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Ketoacidosis Associated with Alcoholism in Nondiabetic Subjects

LEONARD J. LEVY, M.D.; JUDITH DUGA, M.D.; MEDHAT GIRGIS, M.D.; and EDWIN E. GORDON, M.D.
[+] Article and Author Information

Supported in part by U.S. Public Health Service Research Grant #AM-12404, National Institute of Arthritis and Metabolic Diseases, National Institutes of Health, Bethesda, Md. Dr. Gordon is a Career Scientist of the Health Research Council of the City of New York under contract I-551.

Presented in part 19 April 1972, 53rd Annual Session of the American College of Physicians, Atlantic City, N.J.

▸Requests for reprints should be addressed to Edwin E. Gordon, M.D., New York University Medical Center, 550 First Ave., New York, N.Y. 10016.


New York, New York


Ann Intern Med. 1973;78(2):213-219. doi:10.7326/0003-4819-78-2-213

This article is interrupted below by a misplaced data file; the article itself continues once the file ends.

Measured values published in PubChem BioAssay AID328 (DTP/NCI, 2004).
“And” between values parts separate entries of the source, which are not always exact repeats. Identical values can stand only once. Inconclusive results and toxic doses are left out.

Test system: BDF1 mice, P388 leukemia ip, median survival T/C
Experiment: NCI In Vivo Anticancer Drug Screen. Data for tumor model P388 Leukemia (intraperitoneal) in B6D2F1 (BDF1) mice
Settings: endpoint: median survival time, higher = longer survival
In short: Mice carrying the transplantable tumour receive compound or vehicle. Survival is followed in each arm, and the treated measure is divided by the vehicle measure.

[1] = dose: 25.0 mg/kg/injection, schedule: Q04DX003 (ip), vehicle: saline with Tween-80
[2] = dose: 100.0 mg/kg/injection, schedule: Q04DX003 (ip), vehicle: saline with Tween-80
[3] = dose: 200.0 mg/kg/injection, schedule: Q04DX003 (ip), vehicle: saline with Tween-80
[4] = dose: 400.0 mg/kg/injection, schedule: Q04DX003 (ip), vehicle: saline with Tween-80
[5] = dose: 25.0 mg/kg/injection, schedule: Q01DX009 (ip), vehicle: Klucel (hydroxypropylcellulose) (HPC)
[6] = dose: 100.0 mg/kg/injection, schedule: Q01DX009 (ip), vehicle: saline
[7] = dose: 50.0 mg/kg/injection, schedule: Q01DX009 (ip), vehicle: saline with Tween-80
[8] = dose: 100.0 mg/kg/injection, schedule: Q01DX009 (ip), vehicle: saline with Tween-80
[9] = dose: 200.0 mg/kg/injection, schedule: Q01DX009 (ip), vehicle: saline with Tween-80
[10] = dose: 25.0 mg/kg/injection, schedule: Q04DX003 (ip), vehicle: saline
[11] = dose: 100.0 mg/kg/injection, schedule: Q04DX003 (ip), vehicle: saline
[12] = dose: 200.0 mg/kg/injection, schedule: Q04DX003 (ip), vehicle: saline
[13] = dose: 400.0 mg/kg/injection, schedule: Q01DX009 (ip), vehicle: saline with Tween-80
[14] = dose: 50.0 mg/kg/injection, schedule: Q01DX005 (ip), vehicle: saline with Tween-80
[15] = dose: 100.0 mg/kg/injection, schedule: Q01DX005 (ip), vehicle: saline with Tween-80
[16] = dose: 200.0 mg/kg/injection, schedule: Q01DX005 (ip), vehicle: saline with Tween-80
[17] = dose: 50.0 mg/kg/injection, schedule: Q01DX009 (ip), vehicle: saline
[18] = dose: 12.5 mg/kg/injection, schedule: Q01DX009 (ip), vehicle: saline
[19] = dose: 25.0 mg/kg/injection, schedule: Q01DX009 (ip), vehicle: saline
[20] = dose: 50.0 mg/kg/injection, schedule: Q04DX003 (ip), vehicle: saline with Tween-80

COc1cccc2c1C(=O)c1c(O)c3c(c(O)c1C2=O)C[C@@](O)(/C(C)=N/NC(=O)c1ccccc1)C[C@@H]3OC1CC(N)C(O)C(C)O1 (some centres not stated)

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Six episodes of metabolic acidosis in five nondiabetic, chronically alcoholic patients have been documented. All patients had a history of chronic alcoholism and appreciable alcohol intake before admission. Protracted vomiting and prolonged abstention from food were common features. The acidosis resulted from the accumulation of β-hydroxybutyrate, acetoacetate, and lactate in the blood plasma. The acidotic state was promptly corrected with intravenous fluids containing glucose, NaCl, and modest amounts of NaHCO3. Analysis of the plasma at admission showed low concentrations of insulin and extremely elevated free fatty acid and cortisol concentrations. It is postulated that increased ketone body synthesis in these patients is a direct consequence of enhanced release of free fatty acids from adipose tissue stores. Exaggerated lipolysis could be secondary to low levels of circulating insulin, to increased concentrations of plasma cortisol and growth hormone, or to the response of other lipolytic hormones.

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